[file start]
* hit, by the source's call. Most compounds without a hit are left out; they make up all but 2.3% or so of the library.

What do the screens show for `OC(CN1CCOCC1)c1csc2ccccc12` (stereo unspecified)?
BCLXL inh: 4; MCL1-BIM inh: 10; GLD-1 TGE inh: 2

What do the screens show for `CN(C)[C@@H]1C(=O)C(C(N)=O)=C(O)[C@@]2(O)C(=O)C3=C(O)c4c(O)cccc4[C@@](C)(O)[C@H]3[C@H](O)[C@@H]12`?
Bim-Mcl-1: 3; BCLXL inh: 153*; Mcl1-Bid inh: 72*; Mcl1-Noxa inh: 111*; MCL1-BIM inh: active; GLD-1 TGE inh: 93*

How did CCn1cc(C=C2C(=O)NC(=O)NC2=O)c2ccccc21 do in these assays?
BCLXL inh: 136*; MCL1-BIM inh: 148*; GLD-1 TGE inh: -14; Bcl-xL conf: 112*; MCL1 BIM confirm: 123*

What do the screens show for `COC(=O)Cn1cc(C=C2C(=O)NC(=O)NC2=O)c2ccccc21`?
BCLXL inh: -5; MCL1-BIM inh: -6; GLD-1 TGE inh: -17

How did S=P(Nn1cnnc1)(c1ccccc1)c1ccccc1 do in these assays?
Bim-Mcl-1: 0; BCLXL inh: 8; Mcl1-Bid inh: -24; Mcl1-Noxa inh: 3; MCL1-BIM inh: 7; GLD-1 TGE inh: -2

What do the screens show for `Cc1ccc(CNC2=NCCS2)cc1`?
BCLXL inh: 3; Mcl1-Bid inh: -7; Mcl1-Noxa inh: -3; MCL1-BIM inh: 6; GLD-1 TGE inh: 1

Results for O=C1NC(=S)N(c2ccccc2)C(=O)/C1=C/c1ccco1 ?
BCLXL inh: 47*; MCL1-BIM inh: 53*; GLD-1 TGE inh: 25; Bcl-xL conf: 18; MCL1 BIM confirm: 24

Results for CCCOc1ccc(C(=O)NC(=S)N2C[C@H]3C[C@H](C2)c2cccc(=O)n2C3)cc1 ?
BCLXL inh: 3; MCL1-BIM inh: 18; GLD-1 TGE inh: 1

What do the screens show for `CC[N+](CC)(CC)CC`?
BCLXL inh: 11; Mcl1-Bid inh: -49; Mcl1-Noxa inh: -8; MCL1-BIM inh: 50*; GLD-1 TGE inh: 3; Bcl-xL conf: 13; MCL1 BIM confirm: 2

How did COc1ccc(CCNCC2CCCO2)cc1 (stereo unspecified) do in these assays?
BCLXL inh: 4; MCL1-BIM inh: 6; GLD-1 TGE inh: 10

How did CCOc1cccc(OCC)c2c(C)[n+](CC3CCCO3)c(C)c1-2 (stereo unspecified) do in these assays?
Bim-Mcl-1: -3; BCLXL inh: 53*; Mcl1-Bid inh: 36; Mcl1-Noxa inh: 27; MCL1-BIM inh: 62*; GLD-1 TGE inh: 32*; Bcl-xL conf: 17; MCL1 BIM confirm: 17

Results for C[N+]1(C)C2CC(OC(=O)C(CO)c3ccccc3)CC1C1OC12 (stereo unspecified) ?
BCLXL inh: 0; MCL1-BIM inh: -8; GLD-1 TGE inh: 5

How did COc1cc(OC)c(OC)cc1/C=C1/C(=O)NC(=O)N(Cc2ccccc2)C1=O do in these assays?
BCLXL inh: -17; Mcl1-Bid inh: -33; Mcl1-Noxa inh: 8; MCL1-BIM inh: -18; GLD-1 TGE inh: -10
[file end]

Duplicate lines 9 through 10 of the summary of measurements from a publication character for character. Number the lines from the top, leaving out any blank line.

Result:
BCLXL inh: -5; MCL1-BIM inh: -6; GLD-1 TGE inh: -17

How did S=P(Nn1cnnc1)(c1ccccc1)c1ccccc1 do in these assays?